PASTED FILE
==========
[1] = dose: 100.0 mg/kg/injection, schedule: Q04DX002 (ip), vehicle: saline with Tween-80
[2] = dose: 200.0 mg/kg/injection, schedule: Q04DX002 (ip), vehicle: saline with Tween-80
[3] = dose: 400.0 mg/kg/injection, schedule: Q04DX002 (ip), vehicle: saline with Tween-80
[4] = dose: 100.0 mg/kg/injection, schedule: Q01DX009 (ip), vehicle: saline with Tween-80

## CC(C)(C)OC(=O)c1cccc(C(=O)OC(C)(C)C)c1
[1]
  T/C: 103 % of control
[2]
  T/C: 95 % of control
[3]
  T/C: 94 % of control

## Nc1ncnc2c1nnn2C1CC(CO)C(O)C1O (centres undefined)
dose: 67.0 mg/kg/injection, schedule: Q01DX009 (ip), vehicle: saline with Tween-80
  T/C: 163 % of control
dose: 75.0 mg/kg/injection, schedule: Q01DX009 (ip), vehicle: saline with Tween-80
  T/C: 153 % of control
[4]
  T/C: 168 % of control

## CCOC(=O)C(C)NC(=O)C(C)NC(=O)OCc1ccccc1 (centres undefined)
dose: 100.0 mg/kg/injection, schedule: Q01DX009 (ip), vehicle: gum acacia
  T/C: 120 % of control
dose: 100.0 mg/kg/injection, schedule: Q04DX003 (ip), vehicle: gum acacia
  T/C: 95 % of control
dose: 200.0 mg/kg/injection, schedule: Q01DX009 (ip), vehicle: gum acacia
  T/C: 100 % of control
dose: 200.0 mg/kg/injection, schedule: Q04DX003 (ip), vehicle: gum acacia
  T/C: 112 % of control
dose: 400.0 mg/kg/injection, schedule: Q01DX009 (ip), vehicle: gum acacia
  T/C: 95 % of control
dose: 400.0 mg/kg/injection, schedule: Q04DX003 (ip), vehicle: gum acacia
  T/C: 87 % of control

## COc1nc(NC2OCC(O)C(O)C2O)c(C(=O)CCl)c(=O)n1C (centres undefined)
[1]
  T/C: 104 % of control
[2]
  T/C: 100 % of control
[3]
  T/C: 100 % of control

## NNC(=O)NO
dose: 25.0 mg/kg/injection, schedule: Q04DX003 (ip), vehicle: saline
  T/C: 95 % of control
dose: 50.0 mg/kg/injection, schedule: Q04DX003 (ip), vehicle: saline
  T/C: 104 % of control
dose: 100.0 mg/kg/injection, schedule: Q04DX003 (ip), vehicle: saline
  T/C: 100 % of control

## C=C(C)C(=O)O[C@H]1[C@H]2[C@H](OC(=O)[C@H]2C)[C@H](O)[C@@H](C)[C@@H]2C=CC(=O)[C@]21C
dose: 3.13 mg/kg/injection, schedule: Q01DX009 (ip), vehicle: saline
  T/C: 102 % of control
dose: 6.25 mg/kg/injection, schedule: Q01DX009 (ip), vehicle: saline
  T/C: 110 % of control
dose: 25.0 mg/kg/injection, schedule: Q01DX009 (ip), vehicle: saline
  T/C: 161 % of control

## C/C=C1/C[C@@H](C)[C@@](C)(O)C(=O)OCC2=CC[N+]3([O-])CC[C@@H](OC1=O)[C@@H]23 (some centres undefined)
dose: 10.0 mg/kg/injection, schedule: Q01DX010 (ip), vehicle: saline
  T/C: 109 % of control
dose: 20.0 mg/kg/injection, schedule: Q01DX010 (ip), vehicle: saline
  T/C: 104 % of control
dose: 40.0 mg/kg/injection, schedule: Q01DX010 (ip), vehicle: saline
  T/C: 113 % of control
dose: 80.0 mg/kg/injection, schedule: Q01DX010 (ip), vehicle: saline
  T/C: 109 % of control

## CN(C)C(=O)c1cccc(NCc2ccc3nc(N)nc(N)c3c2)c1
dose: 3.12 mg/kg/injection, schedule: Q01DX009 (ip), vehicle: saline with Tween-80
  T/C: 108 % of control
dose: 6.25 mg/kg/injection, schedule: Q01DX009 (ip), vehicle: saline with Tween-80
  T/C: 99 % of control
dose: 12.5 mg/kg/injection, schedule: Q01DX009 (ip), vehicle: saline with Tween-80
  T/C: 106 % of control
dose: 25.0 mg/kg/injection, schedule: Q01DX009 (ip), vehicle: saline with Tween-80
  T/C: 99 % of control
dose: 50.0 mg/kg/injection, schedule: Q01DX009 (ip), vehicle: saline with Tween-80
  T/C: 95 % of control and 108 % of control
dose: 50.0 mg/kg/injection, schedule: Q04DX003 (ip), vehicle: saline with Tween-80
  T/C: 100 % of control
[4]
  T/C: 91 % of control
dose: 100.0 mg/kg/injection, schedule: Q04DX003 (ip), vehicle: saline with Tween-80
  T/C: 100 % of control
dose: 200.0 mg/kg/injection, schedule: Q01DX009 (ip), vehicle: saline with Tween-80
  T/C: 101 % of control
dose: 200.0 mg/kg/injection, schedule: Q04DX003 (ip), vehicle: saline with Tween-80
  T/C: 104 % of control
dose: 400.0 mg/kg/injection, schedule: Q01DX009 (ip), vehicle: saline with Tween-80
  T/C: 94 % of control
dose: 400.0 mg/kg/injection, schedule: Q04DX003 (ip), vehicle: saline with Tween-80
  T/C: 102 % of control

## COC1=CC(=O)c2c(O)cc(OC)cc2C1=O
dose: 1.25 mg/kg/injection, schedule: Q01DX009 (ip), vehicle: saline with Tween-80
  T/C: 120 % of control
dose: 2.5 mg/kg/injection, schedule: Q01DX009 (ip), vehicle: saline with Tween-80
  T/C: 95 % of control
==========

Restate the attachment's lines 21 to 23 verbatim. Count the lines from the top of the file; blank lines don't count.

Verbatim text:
  T/C: 120 % of control
dose: 100.0 mg/kg/injection, schedule: Q04DX003 (ip), vehicle: gum acacia
  T/C: 95 % of control